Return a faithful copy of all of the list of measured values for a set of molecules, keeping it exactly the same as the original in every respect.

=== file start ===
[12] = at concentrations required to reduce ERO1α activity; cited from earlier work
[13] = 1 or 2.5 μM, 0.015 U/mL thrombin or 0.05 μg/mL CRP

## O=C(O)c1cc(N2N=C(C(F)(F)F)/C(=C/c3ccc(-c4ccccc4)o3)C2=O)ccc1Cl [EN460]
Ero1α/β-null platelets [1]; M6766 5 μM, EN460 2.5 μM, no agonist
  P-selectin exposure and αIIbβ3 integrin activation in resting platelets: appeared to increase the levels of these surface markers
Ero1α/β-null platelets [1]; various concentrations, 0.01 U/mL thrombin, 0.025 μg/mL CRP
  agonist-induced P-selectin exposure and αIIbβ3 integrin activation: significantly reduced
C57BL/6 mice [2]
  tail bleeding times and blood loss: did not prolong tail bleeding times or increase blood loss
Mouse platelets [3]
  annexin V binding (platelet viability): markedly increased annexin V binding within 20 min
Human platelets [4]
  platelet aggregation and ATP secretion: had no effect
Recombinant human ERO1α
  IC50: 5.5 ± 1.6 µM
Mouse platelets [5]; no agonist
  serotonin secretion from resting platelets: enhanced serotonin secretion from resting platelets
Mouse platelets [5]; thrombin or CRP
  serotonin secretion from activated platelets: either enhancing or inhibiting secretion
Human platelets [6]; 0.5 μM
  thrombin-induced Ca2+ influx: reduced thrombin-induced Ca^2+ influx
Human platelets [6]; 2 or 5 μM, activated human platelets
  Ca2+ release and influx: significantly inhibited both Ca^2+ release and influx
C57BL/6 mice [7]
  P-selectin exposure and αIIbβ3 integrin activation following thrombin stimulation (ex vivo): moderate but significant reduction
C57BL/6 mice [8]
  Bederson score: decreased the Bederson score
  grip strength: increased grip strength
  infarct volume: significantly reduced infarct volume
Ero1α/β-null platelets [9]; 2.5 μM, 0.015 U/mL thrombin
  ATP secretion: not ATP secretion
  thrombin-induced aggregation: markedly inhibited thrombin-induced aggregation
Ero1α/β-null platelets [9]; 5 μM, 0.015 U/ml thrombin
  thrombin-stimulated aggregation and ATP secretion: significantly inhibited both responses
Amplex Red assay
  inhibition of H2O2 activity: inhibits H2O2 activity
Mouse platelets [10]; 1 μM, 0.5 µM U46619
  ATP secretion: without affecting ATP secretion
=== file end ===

[12] = at concentrations required to reduce ERO1α activity; cited from earlier work
[13] = 1 or 2.5 μM, 0.015 U/mL thrombin or 0.05 μg/mL CRP

## O=C(O)c1cc(N2N=C(C(F)(F)F)/C(=C/c3ccc(-c4ccccc4)o3)C2=O)ccc1Cl [EN460]
Ero1α/β-null platelets [1]; M6766 5 μM, EN460 2.5 μM, no agonist
  P-selectin exposure and αIIbβ3 integrin activation in resting platelets: appeared to increase the levels of these surface markers
Ero1α/β-null platelets [1]; various concentrations, 0.01 U/mL thrombin, 0.025 μg/mL CRP
  agonist-induced P-selectin exposure and αIIbβ3 integrin activation: significantly reduced
C57BL/6 mice [2]
  tail bleeding times and blood loss: did not prolong tail bleeding times or increase blood loss
Mouse platelets [3]
  annexin V binding (platelet viability): markedly increased annexin V binding within 20 min
Human platelets [4]
  platelet aggregation and ATP secretion: had no effect
Recombinant human ERO1α
  IC50: 5.5 ± 1.6 µM
Mouse platelets [5]; no agonist
  serotonin secretion from resting platelets: enhanced serotonin secretion from resting platelets
Mouse platelets [5]; thrombin or CRP
  serotonin secretion from activated platelets: either enhancing or inhibiting secretion
Human platelets [6]; 0.5 μM
  thrombin-induced Ca2+ influx: reduced thrombin-induced Ca^2+ influx
Human platelets [6]; 2 or 5 μM, activated human platelets
  Ca2+ release and influx: significantly inhibited both Ca^2+ release and influx
C57BL/6 mice [7]
  P-selectin exposure and αIIbβ3 integrin activation following thrombin stimulation (ex vivo): moderate but significant reduction
C57BL/6 mice [8]
  Bederson score: decreased the Bederson score
  grip strength: increased grip strength
  infarct volume: significantly reduced infarct volume
Ero1α/β-null platelets [9]; 2.5 μM, 0.015 U/mL thrombin
  ATP secretion: not ATP secretion
  thrombin-induced aggregation: markedly inhibited thrombin-induced aggregation
Ero1α/β-null platelets [9]; 5 μM, 0.015 U/ml thrombin
  thrombin-stimulated aggregation and ATP secretion: significantly inhibited both responses
Amplex Red assay
  inhibition of H2O2 activity: inhibits H2O2 activity
Mouse platelets [10]; 1 μM, 0.5 µM U46619
  ATP secretion: without affecting ATP secretion